- ↵Madonna P, de Stefano V, Coppola A, Cirillo F, Cerbone AM, Orefice G, Di Minno G. Hyperhomocysteinemia and other inherited prothrombotic conditions in young adults with a history of ischemic stroke. Stroke. 2002; 33: 51–56.
- ↵Hassan A, Markus HS. Genetics and ischaemic stroke. Brain. 2000; 123: 1784–1812.
- ↵Brass LM, Alberts MJ. Genetic epidemiology and family studies of stroke.In: Alberts MJ, ed. Genetics of Cerebrovascular Disease. New York, NY: Futura; 1998: 159–182.
- ↵Eikelboom JW, Hankey GJ, Anand SS, Lofthouse E, Staples N, Baker RI. Association between high homocyst(e)ine and ischemic stroke due to large- and small-artery disease but not other etiologic subtypes of ischemic stroke. Stroke. 2000; 31: 1069–75.
We thank Dr Kelly et al for their letter that emphasizes major aspects concerning the design of our study as well as the role of some genetic predisposing factors. As acknowledged by Kelly et al, we interpret our data to support the concept that, rather than single genes, the combination of several genes, each causing a small effect per se, is important to lead to complex human phenotypes such as stroke. Nevertheless, our data emphasize that, similar to factors such as cigarette smoking, hypertension, diabetes, and hyperlipidemia, hyperhomocysteinemia is more common in cases than in controls and is important to help identify subjects with a history of early-onset ischemic stroke.
From studies on other conditions associated with the risk of ischemic events, hypercholesterolemia rather than genetic defects leading to hypercholesterolemia are associated with the clinical setting. In keeping with this, candidate genes thought to play a role in arterial thrombosis (including ischemic stroke) correlate with quantitative/qualitative changes in the levels of the protein and poorly with ischemic events.1 This is also true in the present report: rather than with the ischemic event, MTHFR TT mutation correlates with serum levels of homocysteine.2 As Dr Kelly et al are aware, there is a variety of combinations of genetic/environmental factors leading to hyperhomocysteinemia. Despite this, appropriate interventions (folate) correct hyperhomocysteinemia in subjects with as much as in those without homozygosity for the MTHFR TT mutation. This does not imply that it is not worth looking for the association of this polymorphism with the event in larger sample sizes; it only suggests that the impact that these findings may have for the identification of subjects at risk is likely to be rather limited.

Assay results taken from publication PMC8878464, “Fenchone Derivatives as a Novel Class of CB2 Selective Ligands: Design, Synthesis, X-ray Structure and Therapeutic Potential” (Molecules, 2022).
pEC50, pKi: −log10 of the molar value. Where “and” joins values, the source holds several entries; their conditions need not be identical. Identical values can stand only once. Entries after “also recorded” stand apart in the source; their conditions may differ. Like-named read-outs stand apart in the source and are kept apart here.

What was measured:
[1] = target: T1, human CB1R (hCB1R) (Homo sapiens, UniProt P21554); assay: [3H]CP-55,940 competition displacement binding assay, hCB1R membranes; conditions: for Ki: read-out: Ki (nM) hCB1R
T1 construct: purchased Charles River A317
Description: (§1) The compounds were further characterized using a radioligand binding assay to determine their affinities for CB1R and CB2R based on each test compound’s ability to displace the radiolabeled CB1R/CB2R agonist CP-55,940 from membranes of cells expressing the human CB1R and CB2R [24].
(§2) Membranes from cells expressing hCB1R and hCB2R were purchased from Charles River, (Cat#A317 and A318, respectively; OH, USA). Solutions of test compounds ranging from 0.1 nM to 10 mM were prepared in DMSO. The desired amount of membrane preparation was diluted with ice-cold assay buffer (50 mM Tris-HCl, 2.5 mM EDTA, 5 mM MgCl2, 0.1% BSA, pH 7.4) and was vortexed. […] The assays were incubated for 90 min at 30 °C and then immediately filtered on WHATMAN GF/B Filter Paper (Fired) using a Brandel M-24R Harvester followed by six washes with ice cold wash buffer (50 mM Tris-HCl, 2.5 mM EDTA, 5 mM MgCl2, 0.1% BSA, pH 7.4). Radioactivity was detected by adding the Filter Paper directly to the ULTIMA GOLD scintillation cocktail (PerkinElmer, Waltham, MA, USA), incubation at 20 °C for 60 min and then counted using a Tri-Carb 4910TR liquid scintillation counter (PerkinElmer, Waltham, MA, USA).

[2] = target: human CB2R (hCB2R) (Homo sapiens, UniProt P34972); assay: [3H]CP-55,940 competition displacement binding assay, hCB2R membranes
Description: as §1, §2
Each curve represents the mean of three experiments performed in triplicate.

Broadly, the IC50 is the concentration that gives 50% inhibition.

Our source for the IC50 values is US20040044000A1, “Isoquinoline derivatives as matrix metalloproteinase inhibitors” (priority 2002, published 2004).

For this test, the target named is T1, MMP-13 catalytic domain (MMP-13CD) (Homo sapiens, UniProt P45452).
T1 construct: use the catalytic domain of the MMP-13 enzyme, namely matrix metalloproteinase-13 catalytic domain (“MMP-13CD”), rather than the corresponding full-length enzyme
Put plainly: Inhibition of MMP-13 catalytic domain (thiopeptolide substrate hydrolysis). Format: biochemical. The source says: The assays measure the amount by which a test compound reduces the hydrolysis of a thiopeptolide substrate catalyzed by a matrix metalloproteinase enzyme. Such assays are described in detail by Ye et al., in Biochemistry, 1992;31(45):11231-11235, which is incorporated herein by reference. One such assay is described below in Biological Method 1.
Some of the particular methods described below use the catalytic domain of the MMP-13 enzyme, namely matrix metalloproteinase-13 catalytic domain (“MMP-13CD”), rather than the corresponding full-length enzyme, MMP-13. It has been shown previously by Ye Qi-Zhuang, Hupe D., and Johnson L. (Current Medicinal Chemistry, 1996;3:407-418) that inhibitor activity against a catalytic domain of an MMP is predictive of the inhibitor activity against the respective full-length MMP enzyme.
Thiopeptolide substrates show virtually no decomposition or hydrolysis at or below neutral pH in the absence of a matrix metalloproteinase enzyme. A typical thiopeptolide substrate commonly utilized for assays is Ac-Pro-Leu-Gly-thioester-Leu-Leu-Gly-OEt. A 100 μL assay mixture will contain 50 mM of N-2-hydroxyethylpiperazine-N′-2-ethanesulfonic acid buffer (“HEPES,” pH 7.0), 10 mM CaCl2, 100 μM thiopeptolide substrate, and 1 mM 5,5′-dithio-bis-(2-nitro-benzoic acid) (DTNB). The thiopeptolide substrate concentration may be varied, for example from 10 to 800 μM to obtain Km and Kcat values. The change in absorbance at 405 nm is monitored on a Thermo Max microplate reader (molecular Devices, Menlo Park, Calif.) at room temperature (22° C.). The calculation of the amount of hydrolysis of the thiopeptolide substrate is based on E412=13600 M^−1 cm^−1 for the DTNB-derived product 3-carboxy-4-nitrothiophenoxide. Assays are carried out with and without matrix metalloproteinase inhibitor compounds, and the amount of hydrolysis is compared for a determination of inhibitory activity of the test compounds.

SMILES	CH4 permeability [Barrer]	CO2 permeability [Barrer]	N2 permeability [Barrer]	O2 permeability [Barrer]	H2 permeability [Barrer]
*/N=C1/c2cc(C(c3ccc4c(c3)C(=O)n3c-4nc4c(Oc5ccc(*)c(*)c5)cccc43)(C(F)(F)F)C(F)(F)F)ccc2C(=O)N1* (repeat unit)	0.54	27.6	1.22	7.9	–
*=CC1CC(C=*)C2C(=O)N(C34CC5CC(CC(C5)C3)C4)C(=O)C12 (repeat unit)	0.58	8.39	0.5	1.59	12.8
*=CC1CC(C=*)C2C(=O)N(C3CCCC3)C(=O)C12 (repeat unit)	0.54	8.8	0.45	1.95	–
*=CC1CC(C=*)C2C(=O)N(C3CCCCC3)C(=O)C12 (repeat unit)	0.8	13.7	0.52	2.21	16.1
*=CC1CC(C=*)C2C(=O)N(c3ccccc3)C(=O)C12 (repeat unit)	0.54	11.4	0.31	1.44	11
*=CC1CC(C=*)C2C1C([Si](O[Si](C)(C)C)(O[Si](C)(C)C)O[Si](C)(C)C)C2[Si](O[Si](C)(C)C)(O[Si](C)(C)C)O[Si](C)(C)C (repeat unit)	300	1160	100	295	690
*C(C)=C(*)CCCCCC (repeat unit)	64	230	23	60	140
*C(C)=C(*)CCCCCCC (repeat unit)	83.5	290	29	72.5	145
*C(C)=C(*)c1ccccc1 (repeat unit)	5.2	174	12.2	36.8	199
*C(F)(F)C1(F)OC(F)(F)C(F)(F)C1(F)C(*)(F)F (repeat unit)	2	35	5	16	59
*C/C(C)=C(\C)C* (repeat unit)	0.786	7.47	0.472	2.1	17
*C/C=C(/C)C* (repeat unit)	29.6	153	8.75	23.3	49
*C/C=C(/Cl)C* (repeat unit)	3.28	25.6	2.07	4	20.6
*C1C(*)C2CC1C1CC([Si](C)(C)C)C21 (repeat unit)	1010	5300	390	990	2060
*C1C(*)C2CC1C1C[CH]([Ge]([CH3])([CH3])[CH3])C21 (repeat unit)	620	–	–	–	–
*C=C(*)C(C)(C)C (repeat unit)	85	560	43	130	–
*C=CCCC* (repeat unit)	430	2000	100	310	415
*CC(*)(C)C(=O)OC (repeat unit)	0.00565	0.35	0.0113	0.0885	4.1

The point of stratification of the sample(s) according to the type of event (atherothrombotic, cardioembolic) is well taken. Several groups believe that rather than in atherosclerosis, homocysteine is involved in platelet activation and thrombosis.3 Nor we have found conclusive clinical data that at low concentrations, homocysteine is atherogenic while it is thrombogenic at higher concentrations. Thus we are not entirely sure that stratifying the sample(s) according to the type of event will help clarify the role of the MTHFR TT mutation in early-onset ischemic stroke.
Stroke welcomes Letters to the Editor and will publish them, if suitable, as space permits. They should not exceed 750 words (excluding references) and may be subject to editing or abridgment. Please submit letters in duplicate, typed double-spaced. Include a fax number for the corresponding author and a completed copyright transfer agreement form (published in the January and July issues).
- ↵Brattström L, Wilcken D, Öhrvick J, Brudin L. Common methylenetetrahydrofolate reductase gene leads to hyperhomocysteinemia but not to vascular disease. Circulation. 1998; 98: 2520–2526.
- ↵Davì G, Di Minno G, Coppola A, Andria G, Cerbone AM, Madonna P, Tufano A, Falco A, Marchesani P, Ciabattoni G, Patrono C. Oxidative stress and platelet activation in homozygous homocystinuria. Circulation. 2001; 104: 1124–1128.